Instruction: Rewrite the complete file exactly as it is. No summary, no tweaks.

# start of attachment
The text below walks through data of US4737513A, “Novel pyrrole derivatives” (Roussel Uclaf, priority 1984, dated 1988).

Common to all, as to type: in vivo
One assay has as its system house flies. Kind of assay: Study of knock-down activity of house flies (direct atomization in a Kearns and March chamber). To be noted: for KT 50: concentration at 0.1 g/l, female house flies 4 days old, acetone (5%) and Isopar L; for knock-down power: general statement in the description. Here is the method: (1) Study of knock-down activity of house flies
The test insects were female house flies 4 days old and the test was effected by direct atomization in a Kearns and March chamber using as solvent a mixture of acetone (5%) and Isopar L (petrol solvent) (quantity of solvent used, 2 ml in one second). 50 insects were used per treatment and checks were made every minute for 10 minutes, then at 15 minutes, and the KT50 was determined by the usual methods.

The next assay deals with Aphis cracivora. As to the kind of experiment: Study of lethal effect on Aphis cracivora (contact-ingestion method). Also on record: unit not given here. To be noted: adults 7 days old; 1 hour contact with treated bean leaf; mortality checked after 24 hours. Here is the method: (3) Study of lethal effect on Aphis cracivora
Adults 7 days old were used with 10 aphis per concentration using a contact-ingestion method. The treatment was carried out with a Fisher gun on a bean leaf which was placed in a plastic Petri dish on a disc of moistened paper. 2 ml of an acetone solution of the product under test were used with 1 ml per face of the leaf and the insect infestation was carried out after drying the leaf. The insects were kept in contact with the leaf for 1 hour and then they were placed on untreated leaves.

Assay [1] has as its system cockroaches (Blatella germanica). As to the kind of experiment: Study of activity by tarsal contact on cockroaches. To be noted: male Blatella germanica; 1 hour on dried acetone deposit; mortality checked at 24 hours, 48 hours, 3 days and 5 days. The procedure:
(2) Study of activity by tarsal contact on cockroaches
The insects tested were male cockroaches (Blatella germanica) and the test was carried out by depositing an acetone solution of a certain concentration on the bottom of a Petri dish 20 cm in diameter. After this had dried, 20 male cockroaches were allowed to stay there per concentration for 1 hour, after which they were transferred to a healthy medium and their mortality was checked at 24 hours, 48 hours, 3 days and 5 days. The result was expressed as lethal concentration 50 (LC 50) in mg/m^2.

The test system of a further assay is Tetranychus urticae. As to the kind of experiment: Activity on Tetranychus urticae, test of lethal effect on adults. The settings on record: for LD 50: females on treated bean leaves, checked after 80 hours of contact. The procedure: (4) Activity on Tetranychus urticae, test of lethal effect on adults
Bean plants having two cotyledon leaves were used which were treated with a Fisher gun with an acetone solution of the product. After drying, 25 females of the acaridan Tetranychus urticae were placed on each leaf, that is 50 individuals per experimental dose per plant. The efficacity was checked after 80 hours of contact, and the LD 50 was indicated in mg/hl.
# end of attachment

The text below walks through data of US4737513A, “Novel pyrrole derivatives” (Roussel Uclaf, priority 1984, dated 1988).

Common to all, as to type: in vivo
One assay has as its system house flies. Kind of assay: Study of knock-down activity of house flies (direct atomization in a Kearns and March chamber). To be noted: for KT 50: concentration at 0.1 g/l, female house flies 4 days old, acetone (5%) and Isopar L; for knock-down power: general statement in the description. Here is the method: (1) Study of knock-down activity of house flies
The test insects were female house flies 4 days old and the test was effected by direct atomization in a Kearns and March chamber using as solvent a mixture of acetone (5%) and Isopar L (petrol solvent) (quantity of solvent used, 2 ml in one second). 50 insects were used per treatment and checks were made every minute for 10 minutes, then at 15 minutes, and the KT50 was determined by the usual methods.

The next assay deals with Aphis cracivora. As to the kind of experiment: Study of lethal effect on Aphis cracivora (contact-ingestion method). Also on record: unit not given here. To be noted: adults 7 days old; 1 hour contact with treated bean leaf; mortality checked after 24 hours. Here is the method: (3) Study of lethal effect on Aphis cracivora
Adults 7 days old were used with 10 aphis per concentration using a contact-ingestion method. The treatment was carried out with a Fisher gun on a bean leaf which was placed in a plastic Petri dish on a disc of moistened paper. 2 ml of an acetone solution of the product under test were used with 1 ml per face of the leaf and the insect infestation was carried out after drying the leaf. The insects were kept in contact with the leaf for 1 hour and then they were placed on untreated leaves.

Assay [1] has as its system cockroaches (Blatella germanica). As to the kind of experiment: Study of activity by tarsal contact on cockroaches. To be noted: male Blatella germanica; 1 hour on dried acetone deposit; mortality checked at 24 hours, 48 hours, 3 days and 5 days. The procedure:
(2) Study of activity by tarsal contact on cockroaches
The insects tested were male cockroaches (Blatella germanica) and the test was carried out by depositing an acetone solution of a certain concentration on the bottom of a Petri dish 20 cm in diameter. After this had dried, 20 male cockroaches were allowed to stay there per concentration for 1 hour, after which they were transferred to a healthy medium and their mortality was checked at 24 hours, 48 hours, 3 days and 5 days. The result was expressed as lethal concentration 50 (LC 50) in mg/m^2.

The test system of a further assay is Tetranychus urticae. As to the kind of experiment: Activity on Tetranychus urticae, test of lethal effect on adults. The settings on record: for LD 50: females on treated bean leaves, checked after 80 hours of contact. The procedure: (4) Activity on Tetranychus urticae, test of lethal effect on adults
Bean plants having two cotyledon leaves were used which were treated with a Fisher gun with an acetone solution of the product. After drying, 25 females of the acaridan Tetranychus urticae were placed on each leaf, that is 50 individuals per experimental dose per plant. The efficacity was checked after 80 hours of contact, and the LD 50 was indicated in mg/hl.